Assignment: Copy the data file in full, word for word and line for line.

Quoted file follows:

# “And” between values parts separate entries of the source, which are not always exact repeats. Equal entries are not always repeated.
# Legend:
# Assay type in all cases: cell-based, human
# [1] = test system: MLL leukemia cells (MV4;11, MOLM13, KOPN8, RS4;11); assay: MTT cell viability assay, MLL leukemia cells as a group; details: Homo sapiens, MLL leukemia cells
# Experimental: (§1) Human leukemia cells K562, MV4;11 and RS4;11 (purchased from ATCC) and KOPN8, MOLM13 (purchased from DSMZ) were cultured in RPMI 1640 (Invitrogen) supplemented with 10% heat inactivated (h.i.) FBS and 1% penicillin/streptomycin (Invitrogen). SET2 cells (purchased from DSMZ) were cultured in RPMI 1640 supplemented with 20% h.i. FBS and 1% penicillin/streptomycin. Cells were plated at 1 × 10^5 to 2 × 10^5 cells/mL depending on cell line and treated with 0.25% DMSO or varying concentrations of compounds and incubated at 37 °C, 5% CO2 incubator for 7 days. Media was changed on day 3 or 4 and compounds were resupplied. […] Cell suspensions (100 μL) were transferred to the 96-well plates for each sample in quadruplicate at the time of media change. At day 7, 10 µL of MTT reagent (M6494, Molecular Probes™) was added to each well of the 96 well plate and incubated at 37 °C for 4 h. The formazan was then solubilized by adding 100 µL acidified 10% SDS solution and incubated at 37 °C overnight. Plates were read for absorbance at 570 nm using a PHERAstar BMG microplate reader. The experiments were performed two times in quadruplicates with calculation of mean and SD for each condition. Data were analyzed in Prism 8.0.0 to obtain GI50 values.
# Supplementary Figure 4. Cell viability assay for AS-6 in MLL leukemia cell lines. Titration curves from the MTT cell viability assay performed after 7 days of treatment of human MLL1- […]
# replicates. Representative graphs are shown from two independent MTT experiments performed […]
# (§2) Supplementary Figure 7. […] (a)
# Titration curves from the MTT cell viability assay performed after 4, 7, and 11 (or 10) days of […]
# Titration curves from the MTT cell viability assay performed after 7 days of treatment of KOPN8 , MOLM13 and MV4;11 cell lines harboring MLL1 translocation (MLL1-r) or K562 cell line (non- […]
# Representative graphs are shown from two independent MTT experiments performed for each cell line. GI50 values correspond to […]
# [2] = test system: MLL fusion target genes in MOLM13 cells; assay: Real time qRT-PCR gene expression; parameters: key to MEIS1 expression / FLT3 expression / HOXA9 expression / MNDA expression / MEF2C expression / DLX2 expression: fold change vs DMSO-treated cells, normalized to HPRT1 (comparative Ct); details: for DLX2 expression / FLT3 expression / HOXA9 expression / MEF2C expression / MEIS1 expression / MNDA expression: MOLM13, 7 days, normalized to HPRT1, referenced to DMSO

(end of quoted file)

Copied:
# “And” between values parts separate entries of the source, which are not always exact repeats. Equal entries are not always repeated.
# Legend:
# Assay type in all cases: cell-based, human
# [1] = test system: MLL leukemia cells (MV4;11, MOLM13, KOPN8, RS4;11); assay: MTT cell viability assay, MLL leukemia cells as a group; details: Homo sapiens, MLL leukemia cells
# Experimental: (§1) Human leukemia cells K562, MV4;11 and RS4;11 (purchased from ATCC) and KOPN8, MOLM13 (purchased from DSMZ) were cultured in RPMI 1640 (Invitrogen) supplemented with 10% heat inactivated (h.i.) FBS and 1% penicillin/streptomycin (Invitrogen). SET2 cells (purchased from DSMZ) were cultured in RPMI 1640 supplemented with 20% h.i. FBS and 1% penicillin/streptomycin. Cells were plated at 1 × 10^5 to 2 × 10^5 cells/mL depending on cell line and treated with 0.25% DMSO or varying concentrations of compounds and incubated at 37 °C, 5% CO2 incubator for 7 days. Media was changed on day 3 or 4 and compounds were resupplied. […] Cell suspensions (100 μL) were transferred to the 96-well plates for each sample in quadruplicate at the time of media change. At day 7, 10 µL of MTT reagent (M6494, Molecular Probes™) was added to each well of the 96 well plate and incubated at 37 °C for 4 h. The formazan was then solubilized by adding 100 µL acidified 10% SDS solution and incubated at 37 °C overnight. Plates were read for absorbance at 570 nm using a PHERAstar BMG microplate reader. The experiments were performed two times in quadruplicates with calculation of mean and SD for each condition. Data were analyzed in Prism 8.0.0 to obtain GI50 values.
# Supplementary Figure 4. Cell viability assay for AS-6 in MLL leukemia cell lines. Titration curves from the MTT cell viability assay performed after 7 days of treatment of human MLL1- […]
# replicates. Representative graphs are shown from two independent MTT experiments performed […]
# (§2) Supplementary Figure 7. […] (a)
# Titration curves from the MTT cell viability assay performed after 4, 7, and 11 (or 10) days of […]
# Titration curves from the MTT cell viability assay performed after 7 days of treatment of KOPN8 , MOLM13 and MV4;11 cell lines harboring MLL1 translocation (MLL1-r) or K562 cell line (non- […]
# Representative graphs are shown from two independent MTT experiments performed for each cell line. GI50 values correspond to […]
# [2] = test system: MLL fusion target genes in MOLM13 cells; assay: Real time qRT-PCR gene expression; parameters: key to MEIS1 expression / FLT3 expression / HOXA9 expression / MNDA expression / MEF2C expression / DLX2 expression: fold change vs DMSO-treated cells, normalized to HPRT1 (comparative Ct); details: for DLX2 expression / FLT3 expression / HOXA9 expression / MEF2C expression / MEIS1 expression / MNDA expression: MOLM13, 7 days, normalized to HPRT1, referenced to DMSO